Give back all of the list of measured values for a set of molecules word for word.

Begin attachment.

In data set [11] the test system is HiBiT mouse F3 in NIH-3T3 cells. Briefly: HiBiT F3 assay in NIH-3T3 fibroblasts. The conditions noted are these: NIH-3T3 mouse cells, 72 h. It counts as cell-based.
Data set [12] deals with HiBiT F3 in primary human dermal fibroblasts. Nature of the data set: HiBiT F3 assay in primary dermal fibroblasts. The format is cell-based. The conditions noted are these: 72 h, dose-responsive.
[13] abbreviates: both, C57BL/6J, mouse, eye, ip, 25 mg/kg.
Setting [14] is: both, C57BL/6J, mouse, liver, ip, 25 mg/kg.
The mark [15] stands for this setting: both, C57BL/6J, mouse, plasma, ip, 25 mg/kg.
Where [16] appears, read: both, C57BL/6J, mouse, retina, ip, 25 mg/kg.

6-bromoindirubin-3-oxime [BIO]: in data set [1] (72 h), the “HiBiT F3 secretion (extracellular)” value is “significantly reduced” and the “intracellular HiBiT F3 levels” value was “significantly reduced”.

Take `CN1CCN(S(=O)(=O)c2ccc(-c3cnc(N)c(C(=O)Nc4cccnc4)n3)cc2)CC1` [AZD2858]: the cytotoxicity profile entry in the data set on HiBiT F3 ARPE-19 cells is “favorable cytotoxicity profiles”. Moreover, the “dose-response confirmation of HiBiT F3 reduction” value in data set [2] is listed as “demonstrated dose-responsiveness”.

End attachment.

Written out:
In data set [11] the test system is HiBiT mouse F3 in NIH-3T3 cells. Briefly: HiBiT F3 assay in NIH-3T3 fibroblasts. The conditions noted are these: NIH-3T3 mouse cells, 72 h. It counts as cell-based.
Data set [12] deals with HiBiT F3 in primary human dermal fibroblasts. Nature of the data set: HiBiT F3 assay in primary dermal fibroblasts. The format is cell-based. The conditions noted are these: 72 h, dose-responsive.
[13] abbreviates: both, C57BL/6J, mouse, eye, ip, 25 mg/kg.
Setting [14] is: both, C57BL/6J, mouse, liver, ip, 25 mg/kg.
The mark [15] stands for this setting: both, C57BL/6J, mouse, plasma, ip, 25 mg/kg.
Where [16] appears, read: both, C57BL/6J, mouse, retina, ip, 25 mg/kg.

6-bromoindirubin-3-oxime [BIO]: in data set [1] (72 h), the “HiBiT F3 secretion (extracellular)” value is “significantly reduced” and the “intracellular HiBiT F3 levels” value was “significantly reduced”.

Take `CN1CCN(S(=O)(=O)c2ccc(-c3cnc(N)c(C(=O)Nc4cccnc4)n3)cc2)CC1` [AZD2858]: the cytotoxicity profile entry in the data set on HiBiT F3 ARPE-19 cells is “favorable cytotoxicity profiles”. Moreover, the “dose-response confirmation of HiBiT F3 reduction” value in data set [2] is listed as “demonstrated dose-responsiveness”.